Key Words

fixation, open reduction, plantar plate, surgery, x-pins.


Dislocation at the level of the toes is a rare condition. It most often affects the metatarsophalangeal joint of the hallux [1]. However, dislocation of the interphalangeal joint (IP) of the hallux is very rare and especially in its plantar form [2]. In the absence of a closed reduction, the incarceration of a plantar plate must always be considered as a barrier to manual reduction, hence the indication of an open-air reduction [3].

We report a very rare case of irreducible plantar dislocation of the hallux IP joint.

Case study

This is a 25-year-old young male soldier, without significant medical history, who struck his hallux straight against the edge of the stairs in the beginning of June 2015, resulting in pain and functional impotence. The patient did not consult. He was content only with taking analgesics to calm the pain that disappeared in a few days. Three weeks later, the patient consulted in our department because of the persistence of the painful symptoms as well as the deformation which were the source of major functional handicap during the military exercises.

The clinical examination had found a distorted, shortened hallux which made first contact with the floor on weight bearing (Fig 1). Passive plantar flexion of the hallux IP joint was possible, while active flexion was impossible. Palpation revealed a dislocation of the distal phalanx, which was confirmed by conventional radiography (Fig 2). An attempt to reduce by closed means was impossible.

The indication for an Open reduction of the Hallux IP Joint was indicated as closed reduction was unsuccessful. This was performed by lateral dorsoplantar pathway after placing the patient in a prone position. Monitored anesthesia care was administered in conjunction with spinal anesthesia. A tourniquet at the root of the limb was used.

After excision of the fibrous tissues formed which perpetuated the dislocation, it was possible to reduce it and the latter was maintained by X-broaching (Fig 3). Walking was permitted with specialised footwear, which permitted only heel weight bearing for six weeks. No postoperative complications were reported. The removal of the pins was performed at six weeks post operation. After a one-year follow-up, the results were satisfactory. The patient could run and walk without discomfort.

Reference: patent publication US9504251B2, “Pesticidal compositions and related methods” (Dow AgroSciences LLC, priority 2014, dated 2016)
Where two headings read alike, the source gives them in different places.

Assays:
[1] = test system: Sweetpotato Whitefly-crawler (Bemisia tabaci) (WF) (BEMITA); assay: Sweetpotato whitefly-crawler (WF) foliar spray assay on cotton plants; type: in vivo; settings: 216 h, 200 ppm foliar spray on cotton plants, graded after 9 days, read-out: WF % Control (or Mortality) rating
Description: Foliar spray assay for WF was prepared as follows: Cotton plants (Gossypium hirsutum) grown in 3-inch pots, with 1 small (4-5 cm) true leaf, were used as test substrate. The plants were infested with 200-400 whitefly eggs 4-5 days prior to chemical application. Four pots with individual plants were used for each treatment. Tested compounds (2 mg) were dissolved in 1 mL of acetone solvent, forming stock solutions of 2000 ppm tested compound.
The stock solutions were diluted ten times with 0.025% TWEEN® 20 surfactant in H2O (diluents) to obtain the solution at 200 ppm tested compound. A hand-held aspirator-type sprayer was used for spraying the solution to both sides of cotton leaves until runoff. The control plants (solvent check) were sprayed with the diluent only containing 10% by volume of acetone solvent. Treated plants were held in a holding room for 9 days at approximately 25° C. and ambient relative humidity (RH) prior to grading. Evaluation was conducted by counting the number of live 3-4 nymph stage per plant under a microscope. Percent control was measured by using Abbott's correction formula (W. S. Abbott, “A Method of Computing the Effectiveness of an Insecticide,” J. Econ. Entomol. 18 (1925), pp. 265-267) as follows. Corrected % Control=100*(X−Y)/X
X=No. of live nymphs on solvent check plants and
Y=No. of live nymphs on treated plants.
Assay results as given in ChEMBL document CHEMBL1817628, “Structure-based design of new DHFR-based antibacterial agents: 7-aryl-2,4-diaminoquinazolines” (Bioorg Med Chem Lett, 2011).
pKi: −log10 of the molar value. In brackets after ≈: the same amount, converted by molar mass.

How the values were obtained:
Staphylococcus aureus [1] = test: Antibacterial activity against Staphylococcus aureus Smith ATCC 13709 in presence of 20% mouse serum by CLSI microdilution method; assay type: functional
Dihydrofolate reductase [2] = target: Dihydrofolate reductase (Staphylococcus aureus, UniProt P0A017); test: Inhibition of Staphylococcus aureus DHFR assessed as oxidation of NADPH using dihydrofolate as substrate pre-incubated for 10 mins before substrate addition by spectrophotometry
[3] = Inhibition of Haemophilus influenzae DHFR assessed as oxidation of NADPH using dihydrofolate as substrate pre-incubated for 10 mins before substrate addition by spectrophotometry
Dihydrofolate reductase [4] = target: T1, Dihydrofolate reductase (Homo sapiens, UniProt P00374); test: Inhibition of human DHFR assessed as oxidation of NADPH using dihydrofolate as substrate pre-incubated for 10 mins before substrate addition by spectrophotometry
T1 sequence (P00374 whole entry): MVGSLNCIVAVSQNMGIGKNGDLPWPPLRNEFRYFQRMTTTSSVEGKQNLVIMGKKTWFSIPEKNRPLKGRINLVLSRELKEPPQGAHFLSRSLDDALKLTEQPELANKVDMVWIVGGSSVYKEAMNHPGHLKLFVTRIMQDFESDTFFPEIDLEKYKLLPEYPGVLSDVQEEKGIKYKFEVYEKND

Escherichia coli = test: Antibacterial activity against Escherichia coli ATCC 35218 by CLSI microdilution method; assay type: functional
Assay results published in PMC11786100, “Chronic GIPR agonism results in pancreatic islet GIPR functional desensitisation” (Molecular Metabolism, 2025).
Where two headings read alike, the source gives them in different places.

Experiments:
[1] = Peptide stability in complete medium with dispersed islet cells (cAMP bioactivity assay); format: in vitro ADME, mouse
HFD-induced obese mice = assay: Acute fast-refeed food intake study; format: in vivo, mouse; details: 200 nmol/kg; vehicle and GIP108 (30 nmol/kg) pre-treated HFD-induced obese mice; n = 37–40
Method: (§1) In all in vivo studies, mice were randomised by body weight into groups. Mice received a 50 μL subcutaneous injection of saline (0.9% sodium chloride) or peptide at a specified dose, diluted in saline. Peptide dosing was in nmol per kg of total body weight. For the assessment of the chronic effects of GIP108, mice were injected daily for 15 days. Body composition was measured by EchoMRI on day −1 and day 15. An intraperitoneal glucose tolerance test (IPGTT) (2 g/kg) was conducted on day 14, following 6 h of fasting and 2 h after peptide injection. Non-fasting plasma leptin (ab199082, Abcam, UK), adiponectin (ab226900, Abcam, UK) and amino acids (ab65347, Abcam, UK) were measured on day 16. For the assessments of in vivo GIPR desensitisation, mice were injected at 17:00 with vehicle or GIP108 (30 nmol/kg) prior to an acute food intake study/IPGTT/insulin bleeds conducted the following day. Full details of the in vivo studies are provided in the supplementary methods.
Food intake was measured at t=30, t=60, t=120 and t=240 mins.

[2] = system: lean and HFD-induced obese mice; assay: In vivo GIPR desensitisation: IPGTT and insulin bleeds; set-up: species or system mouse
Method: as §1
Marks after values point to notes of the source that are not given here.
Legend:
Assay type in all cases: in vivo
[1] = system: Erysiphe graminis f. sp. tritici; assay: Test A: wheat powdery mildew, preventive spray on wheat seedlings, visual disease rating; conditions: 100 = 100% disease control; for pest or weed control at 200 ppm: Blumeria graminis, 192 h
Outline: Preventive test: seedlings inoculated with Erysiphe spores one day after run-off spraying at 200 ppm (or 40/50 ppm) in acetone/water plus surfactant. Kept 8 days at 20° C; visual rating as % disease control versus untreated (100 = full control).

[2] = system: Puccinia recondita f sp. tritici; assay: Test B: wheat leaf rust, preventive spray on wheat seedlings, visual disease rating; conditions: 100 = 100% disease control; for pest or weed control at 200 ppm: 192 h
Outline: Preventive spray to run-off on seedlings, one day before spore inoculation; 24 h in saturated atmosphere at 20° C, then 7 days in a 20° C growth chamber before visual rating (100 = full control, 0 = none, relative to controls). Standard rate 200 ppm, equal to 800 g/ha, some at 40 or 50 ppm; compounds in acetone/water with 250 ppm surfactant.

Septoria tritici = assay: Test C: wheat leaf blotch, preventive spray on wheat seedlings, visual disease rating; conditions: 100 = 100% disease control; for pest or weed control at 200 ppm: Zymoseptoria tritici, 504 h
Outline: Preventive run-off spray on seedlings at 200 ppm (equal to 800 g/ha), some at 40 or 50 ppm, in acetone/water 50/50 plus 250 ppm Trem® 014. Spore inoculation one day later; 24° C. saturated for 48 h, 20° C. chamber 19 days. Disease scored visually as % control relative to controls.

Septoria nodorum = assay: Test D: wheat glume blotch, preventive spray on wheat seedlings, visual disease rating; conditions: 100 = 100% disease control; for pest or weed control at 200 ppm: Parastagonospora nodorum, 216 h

IP dislocations of the toes are rare, and when they occur, they most often affect the hallux [4] where they appear as isolated post-traumatic deformities [5]. Almost all the cases described in the literature are dorsal displacement. Only one case, with irreducible plantar displacement due to accessory sesamoid bone, has been reported [6]. The stability of the IP joint is ensured by the collateral ligaments, the tendons and the accessory plantar ligament, as well as the short size of the distal phalanx, which normally resists luxation [3]. The combination of axial load with plantar flexion is the mechanism responsible for this lesion [2].

These dislocations can hardly be visualized clinically and go unnoticed. A thorough radiological examination is essential for diagnosis. The irreducibility of IP dislocations results most often from a rupture of the plantar plate and its interposition in the articular space. A complete disruption of the plantar plate at the level of its proximal and distal insertion must take place for the occurrence of a complete dislocation [1].

From a therapeutic point of view, the closed reduction can be tried, but it is not effective in most cases because of the intra-articular interposition of the plantar plate [7]. Several authors argue that practically all traumatic IP dislocations of the hallux require an open-air reduction [5]. There are different surgical techniques for the therapeutic approach of this lesion which give good clinical results. A delay between treatment and final treatment compromises certain therapeutic choices.

In the case of our patient, we performed an open reduction of the joint associated with a temporary fixation by X-pins


Figure 1: The plantar dislocation of the interphalangeal joint of the hallux.


Figure 2: Radiographic aspect.


Figure 3: Postoperative control.


Plantar dislocation of the IP Joint of the Hallux is rare. The rupture of the plantar plate and its interposition in the articular space is the frequent cause of their irreducibility. Their treatment depends on the patient’s previous activity and the time between the injury and the final treatment.